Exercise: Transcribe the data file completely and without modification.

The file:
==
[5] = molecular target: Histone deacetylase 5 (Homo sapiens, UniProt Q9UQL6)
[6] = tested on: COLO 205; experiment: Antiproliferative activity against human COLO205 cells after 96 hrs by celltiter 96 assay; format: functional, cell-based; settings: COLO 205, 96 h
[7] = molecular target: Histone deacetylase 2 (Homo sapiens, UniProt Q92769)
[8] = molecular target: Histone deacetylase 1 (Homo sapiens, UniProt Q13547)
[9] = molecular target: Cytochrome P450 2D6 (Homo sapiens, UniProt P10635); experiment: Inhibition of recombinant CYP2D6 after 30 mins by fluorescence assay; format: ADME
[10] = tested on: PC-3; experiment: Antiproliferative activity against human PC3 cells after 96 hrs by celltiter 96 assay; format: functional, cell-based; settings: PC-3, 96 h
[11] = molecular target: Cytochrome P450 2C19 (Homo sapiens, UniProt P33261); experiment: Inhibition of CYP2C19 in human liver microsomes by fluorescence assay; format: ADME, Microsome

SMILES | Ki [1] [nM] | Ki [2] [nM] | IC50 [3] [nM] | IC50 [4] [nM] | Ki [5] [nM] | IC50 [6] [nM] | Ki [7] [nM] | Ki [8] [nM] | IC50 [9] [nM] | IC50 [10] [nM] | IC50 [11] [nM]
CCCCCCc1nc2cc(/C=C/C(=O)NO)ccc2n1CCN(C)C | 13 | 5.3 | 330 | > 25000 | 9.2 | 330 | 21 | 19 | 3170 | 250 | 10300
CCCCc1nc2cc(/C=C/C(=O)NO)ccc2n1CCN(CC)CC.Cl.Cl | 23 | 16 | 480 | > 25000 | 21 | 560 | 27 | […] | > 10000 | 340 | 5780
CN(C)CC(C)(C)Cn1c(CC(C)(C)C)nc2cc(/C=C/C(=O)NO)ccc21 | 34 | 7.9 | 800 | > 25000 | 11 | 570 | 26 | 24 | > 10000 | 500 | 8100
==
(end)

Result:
[5] = molecular target: Histone deacetylase 5 (Homo sapiens, UniProt Q9UQL6)
[6] = tested on: COLO 205; experiment: Antiproliferative activity against human COLO205 cells after 96 hrs by celltiter 96 assay; format: functional, cell-based; settings: COLO 205, 96 h
[7] = molecular target: Histone deacetylase 2 (Homo sapiens, UniProt Q92769)
[8] = molecular target: Histone deacetylase 1 (Homo sapiens, UniProt Q13547)
[9] = molecular target: Cytochrome P450 2D6 (Homo sapiens, UniProt P10635); experiment: Inhibition of recombinant CYP2D6 after 30 mins by fluorescence assay; format: ADME
[10] = tested on: PC-3; experiment: Antiproliferative activity against human PC3 cells after 96 hrs by celltiter 96 assay; format: functional, cell-based; settings: PC-3, 96 h
[11] = molecular target: Cytochrome P450 2C19 (Homo sapiens, UniProt P33261); experiment: Inhibition of CYP2C19 in human liver microsomes by fluorescence assay; format: ADME, Microsome

SMILES | Ki [1] [nM] | Ki [2] [nM] | IC50 [3] [nM] | IC50 [4] [nM] | Ki [5] [nM] | IC50 [6] [nM] | Ki [7] [nM] | Ki [8] [nM] | IC50 [9] [nM] | IC50 [10] [nM] | IC50 [11] [nM]
CCCCCCc1nc2cc(/C=C/C(=O)NO)ccc2n1CCN(C)C | 13 | 5.3 | 330 | > 25000 | 9.2 | 330 | 21 | 19 | 3170 | 250 | 10300
CCCCc1nc2cc(/C=C/C(=O)NO)ccc2n1CCN(CC)CC.Cl.Cl | 23 | 16 | 480 | > 25000 | 21 | 560 | 27 | […] | > 10000 | 340 | 5780
CN(C)CC(C)(C)Cn1c(CC(C)(C)C)nc2cc(/C=C/C(=O)NO)ccc21 | 34 | 7.9 | 800 | > 25000 | 11 | 570 | 26 | 24 | > 10000 | 500 | 8100